(CNN)Schoolteacher Katrina Sam has lived in Lytton in the Canadian province of British Columbia all her life, but a week after a disastrous wildfire, the town she grew up in is almost entirely gone.
Lytton itself is a village of just 250 inhabitants, but over 1,000 people live in the surrounding Indigenous reserves, and the population is largely made up of Indigenous Nlaka'pamux people. IR18 -- the reserve Sam is from -- has been entirely wiped out, save for one fireproof home.
On the evening of June 30, Sam and her husband were relaxing on the couch and watching television before her evening classes when he suddenly got a text from a friend saying there was a fire at the end of town.
They decided to drive down to see what was happening, but the text hadn't prepared them for the gravity of the situation. Their small town of Lytton was in flames -- and they had to leave immediately.
"I got into my vehicle, and at that moment the fire had reached our home," she said. "And it was just the biggest flames I have ever seen. It was just a terrible sight to see how much smoke and flames were already coming to our area."
Despite having managed their homes and surroundings sustainably for over 10,000 years, Indigenous communities have long been victims of climate change, and exploitation at the hands of colonizers. Forest fires are increasingly regular occurrences as temperatures rise, and water and traditional food sources like salmon are consequently more difficult to come by.
And while the Indigenous community has had almost nothing to do with climate change's root cause, the Nlaka'pamux nation says they have been hardest hit, with their very way of life threatened.
In the days leading up to the fire, Lytton had been breaking temperature records in a heatwave during which more than three times the number of expected deaths across British Columbia were reported. Temperatures topped 121 degrees Fahrenheit (49.5° C) and windy conditions created the perfect environment for the wildfire to spread uncontrollably, destroying 90 percent of the town.
'Our beautiful trees are black'
For the Nlaka'pamux nation, Lytton is Kumsheen, or "rivers meeting" and connection to the land is an integral part of their identity. The consequences resulting from the devastation of Kumsheen are therefore far-reaching and incredibly difficult for the community to stomach.
"That really makes me upset," Sam said. "As a nation, we fish, and we hunt, and we gather, and just to see our community in flames and destroyed by the fire ... Our beautiful trees are black, and our grounds are black. It's going to take a lot of time to come back from this. It's going to take a lot of time to be connected with the land."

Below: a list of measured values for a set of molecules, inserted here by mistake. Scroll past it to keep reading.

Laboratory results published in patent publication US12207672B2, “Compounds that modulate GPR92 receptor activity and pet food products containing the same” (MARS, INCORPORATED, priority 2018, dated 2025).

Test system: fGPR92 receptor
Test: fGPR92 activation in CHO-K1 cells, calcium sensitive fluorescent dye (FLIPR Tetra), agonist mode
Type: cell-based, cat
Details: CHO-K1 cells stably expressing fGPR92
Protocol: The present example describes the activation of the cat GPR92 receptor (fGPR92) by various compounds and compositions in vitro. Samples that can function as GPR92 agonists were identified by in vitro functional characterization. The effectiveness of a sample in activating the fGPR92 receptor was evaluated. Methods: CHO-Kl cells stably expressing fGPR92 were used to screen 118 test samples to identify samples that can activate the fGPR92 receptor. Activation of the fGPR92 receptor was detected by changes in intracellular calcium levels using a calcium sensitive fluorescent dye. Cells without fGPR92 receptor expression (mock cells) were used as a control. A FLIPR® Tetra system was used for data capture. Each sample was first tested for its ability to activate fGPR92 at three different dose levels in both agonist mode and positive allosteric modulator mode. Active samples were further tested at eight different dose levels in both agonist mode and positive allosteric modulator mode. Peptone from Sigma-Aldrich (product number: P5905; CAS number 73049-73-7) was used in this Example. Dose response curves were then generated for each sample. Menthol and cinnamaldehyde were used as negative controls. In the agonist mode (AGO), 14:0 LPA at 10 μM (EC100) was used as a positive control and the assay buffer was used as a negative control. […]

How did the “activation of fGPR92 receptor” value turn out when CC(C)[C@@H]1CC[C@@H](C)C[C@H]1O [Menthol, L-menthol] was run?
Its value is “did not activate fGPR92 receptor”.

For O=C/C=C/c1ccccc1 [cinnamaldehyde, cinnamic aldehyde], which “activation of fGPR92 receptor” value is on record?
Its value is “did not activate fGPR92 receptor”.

Although Sam's childhood home is still intact, the home she shares with her husband has burned down.
"We lost everything," she said. "Our home is -- it's gone. And my husband worked so hard -- he'd just been diagnosed with cancer, and we've been going through so much. He's still in the process of treatment and trying to figure out what's best for him, and to lose everything ..."
The loss has taken a huge toll on Nlaka'pamux Elders in particular, many of whom have only ever known life in Lytton. Elder George Brown, like Sam, lost his ranch in the fire and watched the destruction of the region he has lived in for 77 years.
For Elder George, the day of the fire started out like any other -- he had just finished watering his tomato plants when his son saw some smoke, and it wasn't long before the fire was "right there" outside their door. He said the fire had left him "traumatized," and he was still processing it.
"There's nothing to go back to because there's no Lytton there," Elder George told CNN. "I've seen some people walking around in a daze when we're all gathered ... My own brother walked past me without even knowing me, he was in shock."
'They need to take account of Indigenous livelihoods'
For many in the Nlaka'pamux community, the sense of loss has given way to anger at the provincial and federal government's response.
"We were alone. In the first 14 hours we had zero help," said 20-year-old Patashi Pimms from the Two Mile reserve. "Zero help ... It was everyone just calling someone they knew from other bands. We had zero help from the government."
On Sunday, Public Safety Minister Mike Farnworth admitted communications with First Nations communities "didn't live up to expectations," after Chief Matt Pasco of the Nlaka'pamux Nation Tribal Council told CBC News authorities took "hours" to respond to his requests for help.
Edith Loring-Kuhanga, an administrator at the Stein Valley Nlaka'pamux School, said it had taken a long time for First Nations leaders to get in touch with the federal government. She said Acting Chief John Haugen had called the lack of response "ridiculous" and taken it upon himself to get in touch with Prime Minister Trudeau.
"I feel that he should have reached out to us instead of us having to reach out to him when he knew that our entire community was devastated," Loring-Kuhanga told CNN.
According to spokesperson Ann-Clara Vaillancourt from Trudeau's office, the Prime Minister reached out to and spoke to Acting Chief Haugen on July 1.
"No Indigenous Communities will be left behind and we are ready to support with all available resources," she added, saying the government was working with partners to meet the needs of affected First Nations communities.